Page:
Space Tourism: Tories accuse UK Govt of dropping the ball [UPDATE]
Rocketeer — Sun, 12/07/2009 - 5:00pm
Looks like the Conservatives have taken an interest in UK NewSpace. The Shadow Science Minister, Adam Afriyie has slammed the Government's lack of a coordinated policy of support for space tourism:-
"The Government was advised to draw up a legal framework that might have kept space tourism companies like Virgin Galactic in the UK. Instead, the Government's neglect of the space industry is undermining the prospects for a high-tech recovery. It's a sorry state of affairs when British companies are forced to relocate to America because the Government has spent years dithering on the issue. The space industry is one of Britain's most vibrant and strategic high-tech sectors, but it's now clear that government space policy has not been handled in a strategic way."
The Times report also links to parliamentary answers related to the Moreton Hall report on spaceflight licensing, commissioned by the government in 2005 but never published. Recommendations made by the report include:
A system for licensing should be retained.
BNSC should act to establish precise responsibility for sub-orbital manned flight with the Civil Aviation Authority (CAA) and, if necessary, introduce changes to the licensing process and procedures to suit.
The different classes of satellites and missions should be recognised and addressed in different licence application procedures and fees as detailed in this report.
Overseas Territories/Crown Dependencies should be permitted to issue their own licences provided that clauses are inserted to ensure that ascent phase third party liability insurance provides cover to UK Government and that the territory indemnifies the UK Government.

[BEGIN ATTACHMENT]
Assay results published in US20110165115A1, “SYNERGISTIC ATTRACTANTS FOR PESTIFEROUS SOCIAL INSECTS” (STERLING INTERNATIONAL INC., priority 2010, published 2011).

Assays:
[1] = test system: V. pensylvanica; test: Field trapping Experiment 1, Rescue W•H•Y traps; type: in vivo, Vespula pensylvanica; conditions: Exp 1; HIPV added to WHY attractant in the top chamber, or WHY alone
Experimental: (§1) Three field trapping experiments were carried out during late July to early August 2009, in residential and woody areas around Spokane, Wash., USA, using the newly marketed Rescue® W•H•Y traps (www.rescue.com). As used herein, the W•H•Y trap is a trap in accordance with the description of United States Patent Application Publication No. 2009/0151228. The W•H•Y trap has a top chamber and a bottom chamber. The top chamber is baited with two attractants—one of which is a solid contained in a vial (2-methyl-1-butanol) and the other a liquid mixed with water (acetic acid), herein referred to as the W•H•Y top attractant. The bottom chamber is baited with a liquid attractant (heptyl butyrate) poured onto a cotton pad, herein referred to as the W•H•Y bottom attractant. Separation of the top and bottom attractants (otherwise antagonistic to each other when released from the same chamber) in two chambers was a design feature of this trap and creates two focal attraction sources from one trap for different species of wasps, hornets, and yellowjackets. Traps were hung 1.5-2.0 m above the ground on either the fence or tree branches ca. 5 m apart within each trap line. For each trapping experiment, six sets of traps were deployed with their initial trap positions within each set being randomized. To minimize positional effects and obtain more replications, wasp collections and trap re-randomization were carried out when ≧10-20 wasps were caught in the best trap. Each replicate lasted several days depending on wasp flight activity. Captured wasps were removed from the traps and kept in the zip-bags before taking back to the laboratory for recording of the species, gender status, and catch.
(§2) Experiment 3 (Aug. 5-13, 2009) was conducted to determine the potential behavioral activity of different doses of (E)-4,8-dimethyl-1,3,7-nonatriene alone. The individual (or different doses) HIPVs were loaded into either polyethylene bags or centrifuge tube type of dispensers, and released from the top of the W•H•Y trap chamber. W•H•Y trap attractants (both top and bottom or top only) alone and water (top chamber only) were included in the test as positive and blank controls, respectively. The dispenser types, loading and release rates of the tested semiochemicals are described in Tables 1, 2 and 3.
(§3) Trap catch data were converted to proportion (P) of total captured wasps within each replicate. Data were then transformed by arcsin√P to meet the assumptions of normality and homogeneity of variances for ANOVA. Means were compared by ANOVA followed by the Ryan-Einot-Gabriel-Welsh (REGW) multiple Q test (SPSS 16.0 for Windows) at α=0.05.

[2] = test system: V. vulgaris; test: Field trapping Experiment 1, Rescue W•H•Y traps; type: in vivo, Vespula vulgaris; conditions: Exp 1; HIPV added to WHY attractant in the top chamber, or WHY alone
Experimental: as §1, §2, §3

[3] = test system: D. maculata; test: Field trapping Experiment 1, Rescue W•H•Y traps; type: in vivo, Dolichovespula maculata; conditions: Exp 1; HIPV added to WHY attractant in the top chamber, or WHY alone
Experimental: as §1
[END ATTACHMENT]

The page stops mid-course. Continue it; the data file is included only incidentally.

Protocols should be established for each of the territories, with respect to division of responsibility BNSC/Territories for licence application support and licence issue, and guidance notes should be produced for staff.
In-orbit third party liability insurance should be no longer routinely required. However, BNSC may wish to consider insisting upon TPL insurance if the space object is designed/planned to re-enter. The omission of in-orbit TPL should be kept under review because of the presence of man-made orbit debris that could, in future, be identified.
Rocketeer comments: Sounds promising. If Afriyie gets it as well as Drayson does, it can only be a good thing for UK NewSpace development.
Rob Coppinger mentions that Richard Branson met with David Cameron on 8th June, so Tory support for Virgin Galactic is not necessarily surprising. He also points to two more recent BNSC studies into spaceflight licensing in 2006 and 2008 (Review, lather, rinse, repeat...).
I'm not entirely surprised at Whitehorn bashing the BNSC despite them saying they're "completely supportive" of LauncherOne. There's a difference between saying you're supportive, and actually getting off your fat arse and doing something to help...